Metabolism is a whole bunch of things going on at once, so one part of it can slow, and you want to try and keep the other parts humming along. If you are trying to lose weight because you have a spare tire around the middle and are at risk for metabolic syndrome, eating more protein makes you fuller.

So usually (I say usually because I can always power through and eat more) it makes you fuller and you eat about 300-400 fewer calories. This helps you hold on to muscle while hopefully losing fat.

3. Water

Ok, to a lesser degree and if you want to get real picky, cold water is supposed to increase your metabolism for a tiny window after drinking it. However, I am pretty sure that water helps to keep you full.

You eat less. You are hydrated.

For those 1-2 hours after you drink “cold water” and your metabolism is increased, but this is more for hydration of organs and increasing the rate of expelling cellular trash out of the body.

4. Muscle

So get this - Muscle is NOT the end all be all when it comes to metabolism.

Sure, it is “metabolically” more active than fat metabolism. Why? Here-this comes from the horses mouth... ” Muscle tissue contributes approximately 20% to TDEE versus 5% for fat tissue (for individuals with about 20% body fat). It is fascinating to note that the combined energy expenditure of the heart, lungs, kidneys, brain and liver represent approximately 80% of the TDEE (Elia 1992).”

The TDEE is the amount of calories you burn in a day doing your own unique activities. TDEE is actually the product of four different components-resting metabolic rate, the thermal effect of physical activity, the thermal affect of food and NEAT which is non-exercise activity thermogenesis - like shivering or fidgeting.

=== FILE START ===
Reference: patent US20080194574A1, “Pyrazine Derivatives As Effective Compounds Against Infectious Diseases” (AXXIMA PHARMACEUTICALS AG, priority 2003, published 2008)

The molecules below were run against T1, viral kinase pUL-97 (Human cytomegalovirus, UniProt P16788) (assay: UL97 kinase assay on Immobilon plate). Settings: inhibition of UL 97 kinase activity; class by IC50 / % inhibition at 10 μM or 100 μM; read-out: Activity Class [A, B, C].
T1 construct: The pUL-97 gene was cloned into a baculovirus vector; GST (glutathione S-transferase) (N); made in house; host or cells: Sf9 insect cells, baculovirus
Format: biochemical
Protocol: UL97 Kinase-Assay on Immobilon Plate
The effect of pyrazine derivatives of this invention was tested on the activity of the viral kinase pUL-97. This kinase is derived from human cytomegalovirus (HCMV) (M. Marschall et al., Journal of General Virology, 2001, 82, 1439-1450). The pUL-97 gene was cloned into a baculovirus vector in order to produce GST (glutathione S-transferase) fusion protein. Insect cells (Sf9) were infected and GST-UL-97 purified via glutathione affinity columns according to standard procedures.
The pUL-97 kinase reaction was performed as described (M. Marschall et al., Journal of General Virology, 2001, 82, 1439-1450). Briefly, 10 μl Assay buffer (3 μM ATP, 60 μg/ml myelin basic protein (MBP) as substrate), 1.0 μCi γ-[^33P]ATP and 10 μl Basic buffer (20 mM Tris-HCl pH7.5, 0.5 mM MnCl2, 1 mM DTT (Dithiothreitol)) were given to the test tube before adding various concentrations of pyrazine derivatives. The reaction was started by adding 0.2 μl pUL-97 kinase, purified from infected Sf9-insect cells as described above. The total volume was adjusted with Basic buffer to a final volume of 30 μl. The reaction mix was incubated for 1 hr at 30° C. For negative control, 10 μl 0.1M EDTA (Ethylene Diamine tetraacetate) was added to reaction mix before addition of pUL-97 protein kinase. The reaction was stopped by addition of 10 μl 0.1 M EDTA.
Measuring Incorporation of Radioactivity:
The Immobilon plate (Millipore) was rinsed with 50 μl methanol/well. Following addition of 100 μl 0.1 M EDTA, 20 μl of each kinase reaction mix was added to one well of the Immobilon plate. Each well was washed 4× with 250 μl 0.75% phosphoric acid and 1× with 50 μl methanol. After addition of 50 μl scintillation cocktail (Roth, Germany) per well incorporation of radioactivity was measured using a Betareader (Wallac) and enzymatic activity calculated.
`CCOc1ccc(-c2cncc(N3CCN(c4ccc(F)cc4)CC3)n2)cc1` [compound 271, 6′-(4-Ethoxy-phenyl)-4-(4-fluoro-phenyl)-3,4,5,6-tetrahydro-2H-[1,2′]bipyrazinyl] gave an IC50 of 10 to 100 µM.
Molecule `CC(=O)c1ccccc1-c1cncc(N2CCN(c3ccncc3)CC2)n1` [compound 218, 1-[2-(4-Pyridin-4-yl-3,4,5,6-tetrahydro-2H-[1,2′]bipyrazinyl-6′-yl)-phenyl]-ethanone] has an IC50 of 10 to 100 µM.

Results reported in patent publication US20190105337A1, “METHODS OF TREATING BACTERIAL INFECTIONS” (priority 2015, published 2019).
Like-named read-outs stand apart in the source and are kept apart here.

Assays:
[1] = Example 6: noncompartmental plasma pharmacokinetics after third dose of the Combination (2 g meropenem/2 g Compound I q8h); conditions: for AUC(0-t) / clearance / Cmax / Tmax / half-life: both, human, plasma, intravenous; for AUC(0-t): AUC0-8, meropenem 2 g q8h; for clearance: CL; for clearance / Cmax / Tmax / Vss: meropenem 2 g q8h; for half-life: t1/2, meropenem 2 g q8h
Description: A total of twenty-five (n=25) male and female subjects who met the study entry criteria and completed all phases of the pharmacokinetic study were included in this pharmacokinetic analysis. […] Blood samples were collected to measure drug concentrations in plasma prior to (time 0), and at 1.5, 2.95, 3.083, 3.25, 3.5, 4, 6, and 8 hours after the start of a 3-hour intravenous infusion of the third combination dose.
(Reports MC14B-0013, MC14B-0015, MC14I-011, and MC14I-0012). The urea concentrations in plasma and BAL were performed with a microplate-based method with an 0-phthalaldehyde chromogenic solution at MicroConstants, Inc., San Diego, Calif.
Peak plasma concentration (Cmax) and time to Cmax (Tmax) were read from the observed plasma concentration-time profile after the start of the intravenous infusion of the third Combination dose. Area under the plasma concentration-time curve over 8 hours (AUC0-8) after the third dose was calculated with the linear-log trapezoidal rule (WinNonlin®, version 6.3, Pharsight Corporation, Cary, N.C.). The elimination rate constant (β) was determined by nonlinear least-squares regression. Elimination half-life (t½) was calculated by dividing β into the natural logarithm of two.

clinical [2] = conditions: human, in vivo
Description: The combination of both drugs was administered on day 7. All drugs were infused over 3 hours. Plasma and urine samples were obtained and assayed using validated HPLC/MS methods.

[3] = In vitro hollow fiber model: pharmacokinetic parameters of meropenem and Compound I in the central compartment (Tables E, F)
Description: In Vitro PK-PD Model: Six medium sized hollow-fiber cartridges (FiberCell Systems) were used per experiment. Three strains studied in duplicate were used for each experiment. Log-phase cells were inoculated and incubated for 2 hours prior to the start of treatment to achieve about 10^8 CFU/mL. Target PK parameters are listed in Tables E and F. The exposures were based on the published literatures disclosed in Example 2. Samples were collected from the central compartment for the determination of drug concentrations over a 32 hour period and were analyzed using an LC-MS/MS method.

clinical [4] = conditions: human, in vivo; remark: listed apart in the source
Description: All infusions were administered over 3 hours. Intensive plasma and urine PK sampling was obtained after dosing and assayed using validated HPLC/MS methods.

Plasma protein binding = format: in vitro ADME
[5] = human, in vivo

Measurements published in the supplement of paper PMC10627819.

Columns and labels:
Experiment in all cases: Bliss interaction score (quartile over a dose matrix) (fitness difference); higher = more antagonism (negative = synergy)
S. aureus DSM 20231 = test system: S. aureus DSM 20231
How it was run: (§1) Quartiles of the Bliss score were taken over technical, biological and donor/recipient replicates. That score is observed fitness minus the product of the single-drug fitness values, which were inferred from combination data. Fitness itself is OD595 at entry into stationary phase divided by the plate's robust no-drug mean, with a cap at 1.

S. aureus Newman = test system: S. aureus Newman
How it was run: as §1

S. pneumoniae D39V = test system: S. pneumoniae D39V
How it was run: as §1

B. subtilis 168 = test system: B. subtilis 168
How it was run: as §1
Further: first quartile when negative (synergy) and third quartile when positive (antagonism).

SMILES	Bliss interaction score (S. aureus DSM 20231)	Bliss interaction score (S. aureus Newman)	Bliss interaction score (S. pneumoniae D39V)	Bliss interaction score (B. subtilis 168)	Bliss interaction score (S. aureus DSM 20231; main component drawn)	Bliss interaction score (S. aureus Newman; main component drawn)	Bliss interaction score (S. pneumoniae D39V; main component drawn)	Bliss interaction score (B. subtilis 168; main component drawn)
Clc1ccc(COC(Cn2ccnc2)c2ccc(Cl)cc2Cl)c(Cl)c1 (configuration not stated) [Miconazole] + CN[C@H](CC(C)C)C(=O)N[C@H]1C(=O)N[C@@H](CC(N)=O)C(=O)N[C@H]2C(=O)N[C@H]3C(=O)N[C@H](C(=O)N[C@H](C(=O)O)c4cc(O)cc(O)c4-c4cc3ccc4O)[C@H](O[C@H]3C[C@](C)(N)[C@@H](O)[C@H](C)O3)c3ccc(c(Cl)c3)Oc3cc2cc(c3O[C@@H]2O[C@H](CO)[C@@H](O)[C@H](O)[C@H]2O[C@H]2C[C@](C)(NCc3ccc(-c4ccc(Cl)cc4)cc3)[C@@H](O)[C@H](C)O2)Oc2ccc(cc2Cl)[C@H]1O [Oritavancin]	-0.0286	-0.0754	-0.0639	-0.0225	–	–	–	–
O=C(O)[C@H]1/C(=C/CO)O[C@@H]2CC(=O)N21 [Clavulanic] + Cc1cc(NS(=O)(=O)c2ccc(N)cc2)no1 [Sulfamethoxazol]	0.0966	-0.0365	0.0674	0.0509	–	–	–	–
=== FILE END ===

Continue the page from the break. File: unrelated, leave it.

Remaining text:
You know what is the most metabolically active? Your organs like the heart and the lungs, etc. Yup.

However, skeletal muscle is second, then fat is third in the metabolic scheme of things. You really can’t do much about your organs... Well, you can drink water to get all the debris from cellular byproducts flushed out of your system.

5. Food

Duh. This one is a no-brainer.

If you eat below your resting metabolic rate, then your body is going to slow the metabolism. It does this to protect you, so that you can live longer. It has no idea your on diet.

Most women do this and make their metabolism sluggish. Then, you get to whine about how your metabolism is in the crapper.

However, most are also unwilling to get it tested and to God forbid eat more. Yes, I am talking to my gender. I also believed this, because we are handed a load of b.s. and told that we have to eat like a starving freak in order to be attractive.

There are, I am sure, different foods that are more metabolically active, but for this article I wont be talking about eating blueberries versus chocolate. It's all about the calories in and out.


Metabolism is a hard subject to grasp as it has multiple moving parts to it and we are all individuals with specific and unique issues regarding metabolism. There are things that can make your metabolism better, and enhance your unique genetics, and things that can make it worse.

Getting your resting metabolic rate tested may be of great benefit to you so you know what to take in calorie-wise. Being as informed as possible is key to increasing your metabolism and pushing through social mores that are the antithesis of what you have to do in order to do that.

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Julie Smith - April 19, 2018

Geez, Took me long enough to reply! I am glad, because I actually hate to read articles that make stuff more complicated—its a complicated enough subject. Thank you for taking the time to respond.

Julie Smith - April 19, 2018

Thank you for taking the time to respond and for your kind words :)

Crystal Price - March 26, 2018

Great article! It’s a complicated subject but a good job was done breaking everything down.

Damon Harrison - March 23, 2018

I really enjoy your approach on your articles. Very easy to understand. This ol’ southern boy……it’s hard to grasp some stuff. LOL. Great stuff.